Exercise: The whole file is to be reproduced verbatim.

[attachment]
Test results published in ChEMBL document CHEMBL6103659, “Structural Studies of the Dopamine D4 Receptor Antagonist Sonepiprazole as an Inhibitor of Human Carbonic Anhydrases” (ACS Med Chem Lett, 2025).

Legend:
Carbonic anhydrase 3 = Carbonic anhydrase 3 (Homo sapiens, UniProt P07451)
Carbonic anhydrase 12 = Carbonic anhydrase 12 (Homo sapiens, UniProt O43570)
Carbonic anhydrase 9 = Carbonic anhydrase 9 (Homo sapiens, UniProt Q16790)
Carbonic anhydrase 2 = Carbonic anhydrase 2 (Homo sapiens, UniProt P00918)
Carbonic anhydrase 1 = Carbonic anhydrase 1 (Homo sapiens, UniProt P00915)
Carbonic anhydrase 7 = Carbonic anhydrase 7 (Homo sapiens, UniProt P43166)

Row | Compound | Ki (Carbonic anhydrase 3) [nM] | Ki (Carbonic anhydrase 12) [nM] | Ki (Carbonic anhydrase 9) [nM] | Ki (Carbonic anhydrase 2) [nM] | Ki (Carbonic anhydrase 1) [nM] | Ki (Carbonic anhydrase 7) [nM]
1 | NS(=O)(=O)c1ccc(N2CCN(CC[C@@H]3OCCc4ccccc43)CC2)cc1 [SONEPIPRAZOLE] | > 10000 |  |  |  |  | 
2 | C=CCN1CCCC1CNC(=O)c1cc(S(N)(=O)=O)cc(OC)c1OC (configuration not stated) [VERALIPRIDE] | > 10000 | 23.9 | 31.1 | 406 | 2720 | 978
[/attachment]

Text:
Test results published in ChEMBL document CHEMBL6103659, “Structural Studies of the Dopamine D4 Receptor Antagonist Sonepiprazole as an Inhibitor of Human Carbonic Anhydrases” (ACS Med Chem Lett, 2025).

Legend:
Carbonic anhydrase 3 = Carbonic anhydrase 3 (Homo sapiens, UniProt P07451)
Carbonic anhydrase 12 = Carbonic anhydrase 12 (Homo sapiens, UniProt O43570)
Carbonic anhydrase 9 = Carbonic anhydrase 9 (Homo sapiens, UniProt Q16790)
Carbonic anhydrase 2 = Carbonic anhydrase 2 (Homo sapiens, UniProt P00918)
Carbonic anhydrase 1 = Carbonic anhydrase 1 (Homo sapiens, UniProt P00915)
Carbonic anhydrase 7 = Carbonic anhydrase 7 (Homo sapiens, UniProt P43166)

Row | Compound | Ki (Carbonic anhydrase 3) [nM] | Ki (Carbonic anhydrase 12) [nM] | Ki (Carbonic anhydrase 9) [nM] | Ki (Carbonic anhydrase 2) [nM] | Ki (Carbonic anhydrase 1) [nM] | Ki (Carbonic anhydrase 7) [nM]
1 | NS(=O)(=O)c1ccc(N2CCN(CC[C@@H]3OCCc4ccccc43)CC2)cc1 [SONEPIPRAZOLE] | > 10000 |  |  |  |  | 
2 | C=CCN1CCCC1CNC(=O)c1cc(S(N)(=O)=O)cc(OC)c1OC (configuration not stated) [VERALIPRIDE] | > 10000 | 23.9 | 31.1 | 406 | 2720 | 978